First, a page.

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Release: Oct. 16, 2000

ONE YEAR AFTER THE MILLENNIUM (FESTIVAL)

Practical Paul Taylor has taken Hancher-commissioned 'Arabesque' around the globe

IOWA CITY, Iowa -- Paul Taylor has been described as "the world’s greatest living choreographer," but he is also a very practical director of his busy, globe-trotting dance company. When the University of Iowa Hancher Auditorium commissioned new Paul Taylor choreography for an Oct. 15-16, 1999 world premiere on its Millennium Festival, Taylor set about creating a work that would function well within his active repertory as a regular element of his company’s performances.

"I start with very practical reasons," Taylor explained at the UI during the week of the premiere. "I look over the repertory to see what kind of piece might be good as a contrast to some of the others, to make a balanced program with a beginning, a middle and an end. And I look at the dancers to see who needs a chance and who is overloaded, and what the budget is and how long the rehearsal period is."

The piece he created for Hancher, "Arabesque" -- which Taylor described as "a little exotic, almost like a fantasy" -- has served those functions well, taking its Iowa imprimatur around the world to numerous performances and consistent critical acclaim.

By the end of 2000, the work will have been performed in Oregon, Massachusetts, New York, Michigan, Vermont, North Carolina, Tennessee, California and Washington, D.C., in this country, including City Center in New York, the Kennedy Center and the American Dance Festival. Foreign tour locations include Italy, France and the Dominican Republic.

The Kennedy Center News in Washington, D.C., proclaimed, " ‘Arabesque,’ created just this year, has already joined the ranks of Taylor classics."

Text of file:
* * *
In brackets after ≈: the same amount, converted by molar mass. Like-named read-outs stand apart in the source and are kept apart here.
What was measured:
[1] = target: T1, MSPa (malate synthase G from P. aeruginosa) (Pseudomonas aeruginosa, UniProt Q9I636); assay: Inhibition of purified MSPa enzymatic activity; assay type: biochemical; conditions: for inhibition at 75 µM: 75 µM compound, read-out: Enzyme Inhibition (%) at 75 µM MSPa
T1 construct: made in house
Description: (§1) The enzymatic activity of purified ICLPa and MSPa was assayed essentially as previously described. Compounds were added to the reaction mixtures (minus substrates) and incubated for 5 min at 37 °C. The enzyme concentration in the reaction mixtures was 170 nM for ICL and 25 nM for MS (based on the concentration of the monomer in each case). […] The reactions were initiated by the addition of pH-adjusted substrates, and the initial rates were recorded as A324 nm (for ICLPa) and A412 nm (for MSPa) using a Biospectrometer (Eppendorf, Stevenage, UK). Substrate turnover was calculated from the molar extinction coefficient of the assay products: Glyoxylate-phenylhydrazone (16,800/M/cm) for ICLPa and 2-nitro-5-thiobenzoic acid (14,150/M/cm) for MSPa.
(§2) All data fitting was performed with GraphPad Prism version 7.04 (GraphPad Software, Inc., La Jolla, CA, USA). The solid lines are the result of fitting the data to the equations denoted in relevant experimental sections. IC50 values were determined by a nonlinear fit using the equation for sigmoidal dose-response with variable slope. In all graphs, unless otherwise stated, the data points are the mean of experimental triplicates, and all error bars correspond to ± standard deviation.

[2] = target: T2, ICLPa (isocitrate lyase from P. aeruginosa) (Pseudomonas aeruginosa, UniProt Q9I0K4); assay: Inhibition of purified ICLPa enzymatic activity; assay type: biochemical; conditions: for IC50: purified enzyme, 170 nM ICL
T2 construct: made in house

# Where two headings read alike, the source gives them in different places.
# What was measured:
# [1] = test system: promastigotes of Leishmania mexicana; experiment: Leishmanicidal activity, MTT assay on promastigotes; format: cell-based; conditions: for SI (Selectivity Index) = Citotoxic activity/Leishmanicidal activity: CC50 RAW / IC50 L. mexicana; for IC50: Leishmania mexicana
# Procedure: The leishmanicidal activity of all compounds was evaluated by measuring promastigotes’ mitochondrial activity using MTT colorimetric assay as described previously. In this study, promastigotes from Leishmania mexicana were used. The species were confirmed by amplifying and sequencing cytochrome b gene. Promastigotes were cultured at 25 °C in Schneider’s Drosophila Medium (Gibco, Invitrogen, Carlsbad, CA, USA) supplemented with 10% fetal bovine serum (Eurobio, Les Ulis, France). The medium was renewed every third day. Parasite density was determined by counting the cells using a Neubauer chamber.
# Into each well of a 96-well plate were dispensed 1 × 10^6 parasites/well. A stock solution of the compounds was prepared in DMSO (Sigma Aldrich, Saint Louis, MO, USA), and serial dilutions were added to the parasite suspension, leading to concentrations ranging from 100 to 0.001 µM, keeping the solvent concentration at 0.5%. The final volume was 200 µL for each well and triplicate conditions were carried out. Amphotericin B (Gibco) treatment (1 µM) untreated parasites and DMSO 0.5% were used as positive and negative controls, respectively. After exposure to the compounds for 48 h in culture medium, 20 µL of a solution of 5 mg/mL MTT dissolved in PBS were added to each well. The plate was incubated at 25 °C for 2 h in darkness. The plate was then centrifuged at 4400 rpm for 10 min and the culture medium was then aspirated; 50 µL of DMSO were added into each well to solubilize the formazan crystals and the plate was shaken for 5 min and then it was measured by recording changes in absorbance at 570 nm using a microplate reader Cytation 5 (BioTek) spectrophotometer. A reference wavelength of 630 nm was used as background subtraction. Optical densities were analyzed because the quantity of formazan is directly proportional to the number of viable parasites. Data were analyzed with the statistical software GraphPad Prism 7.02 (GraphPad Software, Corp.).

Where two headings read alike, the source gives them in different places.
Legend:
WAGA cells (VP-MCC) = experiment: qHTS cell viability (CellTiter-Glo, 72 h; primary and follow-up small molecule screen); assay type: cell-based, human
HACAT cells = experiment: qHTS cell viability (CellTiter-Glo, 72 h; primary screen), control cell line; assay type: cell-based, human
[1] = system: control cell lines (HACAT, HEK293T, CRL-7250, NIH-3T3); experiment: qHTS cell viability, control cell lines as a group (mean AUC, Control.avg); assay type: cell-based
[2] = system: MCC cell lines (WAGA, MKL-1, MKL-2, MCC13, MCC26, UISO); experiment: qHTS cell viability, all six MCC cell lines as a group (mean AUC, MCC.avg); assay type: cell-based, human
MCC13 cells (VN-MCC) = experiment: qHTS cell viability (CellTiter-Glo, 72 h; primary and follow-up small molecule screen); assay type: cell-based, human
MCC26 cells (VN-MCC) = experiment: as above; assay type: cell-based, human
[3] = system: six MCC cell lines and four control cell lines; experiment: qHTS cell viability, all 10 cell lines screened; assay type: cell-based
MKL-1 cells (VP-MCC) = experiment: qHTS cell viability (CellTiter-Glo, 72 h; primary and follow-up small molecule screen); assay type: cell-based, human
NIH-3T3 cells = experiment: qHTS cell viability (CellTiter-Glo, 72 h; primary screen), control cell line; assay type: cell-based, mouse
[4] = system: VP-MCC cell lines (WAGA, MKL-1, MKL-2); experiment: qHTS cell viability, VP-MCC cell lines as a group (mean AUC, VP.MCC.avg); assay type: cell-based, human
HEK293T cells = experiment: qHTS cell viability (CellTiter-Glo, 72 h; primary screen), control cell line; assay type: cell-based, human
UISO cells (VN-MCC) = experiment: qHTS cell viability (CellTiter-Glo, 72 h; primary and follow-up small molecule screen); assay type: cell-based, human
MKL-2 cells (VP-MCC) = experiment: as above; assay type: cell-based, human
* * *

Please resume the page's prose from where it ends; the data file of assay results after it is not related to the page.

New York Post veteran critic Clive Barnes declared "Arabesque," a "perfectly crafted work of art . . . His impeccable choreography offers, apart from anything else, a perfect environment for dancers, but luckily for audiences it is an environment of an ever-variable emotional climate and poetic atmosphere."

Anna Kisselgoff of the New York Times called "Arabesque" "one of Mr. Taylor’s most intriguing pieces. . . highly pleasing to the eye and ear," adding, "the work’s deepest values lie in its experiments with structure, extraordinary speed and music."

Newsday praised the work for "fierce, impossibly swift dancing that blends earthy ferocity with skimming airiness," and Christie Taylor of the Boston Herald characterized the piece as "the perfect example of Taylor on a roll."

The critic of the Times of India wrote, " ‘Arabesque’ is intriguing, mysterious and dark, with almost troubling undertones. But Taylor, 69, is so innovative and inventive, and his dancers respond so readily to his requirements for speed, that his unusual new dance was accepted as a treat. . . ‘Arabesque’ had its premiere in October in Iowa City, Iowa."

"I always talk about commissioning as a risk," says Wallace Chappell, director of Hancher Auditorium. "But Paul Taylor is such a master, and creates work at such a consistently high standard, that we were confident that he would produce a beautiful piece for the Millennium Festival. And yet, in many ways, ‘Arabesque’ was more striking than we could have imagined. We all came away from the premiere with a satisfying sense of pride that we had played a role in enabling him to create a piece that rightfully takes its place among his most stunning works, and that serves both his dancers and his audiences so well."

The Paul Taylor commission was supported by Richard H. and Mary Jo Stanley of Muscatine.

The Hancher Millennium Festival was the most extensive and ambitious performing-arts millennium celebration in the United States. The season-spanning festival featured more than 20 major commissions in music, theater and dance.

In addition to "Arabesque," new works were presented by theater visionary Robert Lepage; choreographers Susan Marshall, UI alumnus Lar Lubovitch, Ushio Amagatsu, Bill T. Jones, Twyla Tharp and Jawole Willa Jo Zollar; and composers including Richard Danielpour, Michael Daugherty, Paul Schoenfield and UI alumnus David Lang.

Performances of the commissioned works were presented by prominent ensembles including American Ballet Theatre, the Kronos Quartet, Sankai Juku, the Australian Chamber Orchestra, the Alvin Ailey American Dance Theatre, the Bill T. Jones/Arnie Zane Dance Company, the Kalichstein-Laredo-Robinson Trio, the Ahn Trio and the Ethos Percussion Group.

For UI arts information, visit this new address -- www.uiowa.edu/artsiowa -- on the World Wide Web. Visit the Paul Taylor Dance Company, including numerous images of "Arabesque," at <http://www.ptdc.org>. To receive UI arts news by e-mail, contact <deborah-thumma@uiowa.edu>.